So will play white in the second game of the 4-game series on Saturday.

The CEZ Chess trophy is a prestigious tournament in Prague organized by the Prague Chess Society.

Now on its 13th year, the series usually pits the top Czech player against a designated highly rated foreign chess grandmaster.

Last year, Navara faced Hikaru Nakamura, the highly regarded American, now rated No.4 in the world in live ratings.

It was a one-sided series, however, with Nakamura crushing Navara, 3.5 to .5 with the 30-year-old Czech grandmaster managing to score only a draw in four games.

Coming off from a so-so performance in the French Top 12 team championships recently, So and his supporters hoped to score a better result to recover lost rating points.

There was even talk of a sweep against Navara for an 18+- point increase, but now, it seems they can only wish for the best the rest of the series.

The 21-year-old Bacoor, Cavite native now sits at No. 10 in world live ratings with 2771.3 points. He seems to have enough caution however, to stay on the spot with his closest pursuer, Dmitry Jakovenko of Russia, 14.6 rating points behind.

Then, at No.12 is hard-charging Sergey Karjakin, and the 25-year-old Russian grandmaster is just 18.3 points behind So.

At No. 13 is the 46-year-old Boris Gelfand of Israel with 2751 points, followed by two Chinese, Ding Liren (2748.6) and Li Chao (2748.0)

The numbers are volatile and constantly change, depending on how the players are active, but competing in weak tournaments does not help.

It is an indication of whether you’re moving up or down in the world ranking and how well you compete with the best. It also gauges how you manage your career as a chess professional and the type of advice you’re getting.

 

 

So begins 4-game series with Navara

Grandmasters Wesley So and David Navarra being introduced at the opening ceremony of their CEZ Trophy series in Prague.  SO FACEBOOK PAGE

Grandmasters Wesley So and David Navarra being introduced at the opening ceremony of their CEZ Trophy series in Prague. SO FACEBOOK PAGE

By Bert Eljera LAS VEGAS – While the best players in the world prepare to square off in the Norway Chess championships, first leg of the $1-million plus Grand Chess Tour, Wesley So begins battle with Czech grandmaster David Navara in a four-game series in Prague.

The series with Navara, ranked 24th in the world in live ratings, is for the CEZ Chess Trophy, an annual event under the auspices of the Prague Chess Society.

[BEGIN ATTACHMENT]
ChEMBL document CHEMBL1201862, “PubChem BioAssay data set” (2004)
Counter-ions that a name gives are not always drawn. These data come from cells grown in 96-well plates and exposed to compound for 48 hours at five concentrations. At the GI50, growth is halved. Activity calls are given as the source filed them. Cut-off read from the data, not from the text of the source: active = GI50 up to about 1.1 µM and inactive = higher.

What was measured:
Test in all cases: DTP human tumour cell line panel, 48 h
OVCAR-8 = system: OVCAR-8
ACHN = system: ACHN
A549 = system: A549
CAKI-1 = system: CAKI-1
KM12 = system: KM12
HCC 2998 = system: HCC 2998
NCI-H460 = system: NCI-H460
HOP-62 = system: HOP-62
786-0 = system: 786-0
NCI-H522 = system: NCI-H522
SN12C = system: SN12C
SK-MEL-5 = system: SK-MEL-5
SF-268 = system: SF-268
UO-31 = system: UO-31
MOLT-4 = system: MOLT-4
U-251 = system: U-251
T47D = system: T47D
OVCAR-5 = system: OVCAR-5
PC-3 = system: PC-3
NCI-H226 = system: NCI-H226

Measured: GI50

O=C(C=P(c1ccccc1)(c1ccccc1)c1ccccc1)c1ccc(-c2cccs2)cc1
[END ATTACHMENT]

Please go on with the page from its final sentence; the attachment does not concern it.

So, now No 10 in world ranking after a less than stellar performance in the French League Top 12 team tournament recently, was also scheduled to play some simul games.

Navara had a worse showing in the French tournament, sliding 10 ranks in the live ratings, and losing 18.3 rating points. He drew with So when they faced each other.

World champion Magnus Carlsen leads the 10-man field in the Norway tournament starting Monday that offers a total prize pot of more than $300,000, including a $75,000 prize to the winner.

In addition, players earn tour points that are summed up at the end of the year after the Sinquefield Cup in St. Louis and the London Chess Classic are completed.

Another $75,000 is awarded to the oveverall tour winner. The other players in the 2800+ club – Fabiano Caruana (2805), Vishy Anand (2804), and Hikaru Nakamura (2802) – are also entered in the super-tournament that feature four other players in the Top 10.

French grandmaster Maxime Vachier-Lagrave, ranked 27th) and unranked Jon Ludvig Hammer, of Norway, a qualifier, complete the 10-man tournament cast.

Organizers said So and former world champion Vladimir Kramnik were invited but declined to join the Norway tourney after qualifying based on the January FIDE ratings, in which the top 10 earned automatic slots.

Kramnik begged off, saying he had been too busy and wanted to spend more time with his family.

It was not clear why So chose to skip the tournament, which offers not only rich prizes, but the opportunity to boost elo ratings.

So also declined to defend his title in the Capablanca Memorial tournament in Cuba, scheduled June 14-24, which feature several 2700+ players, including Yu Yangyi, Leinier Prez Dominguez and Dmitry Andreikin.

Instead, he chose to play in the French League and the series with Navara, with questionable results.

The 21-year-old grandmaster hopes to right ship and stay on track for the rest of the year, starting with the Dormund Sparkassen 2015 in Germany, June 27 to July 5.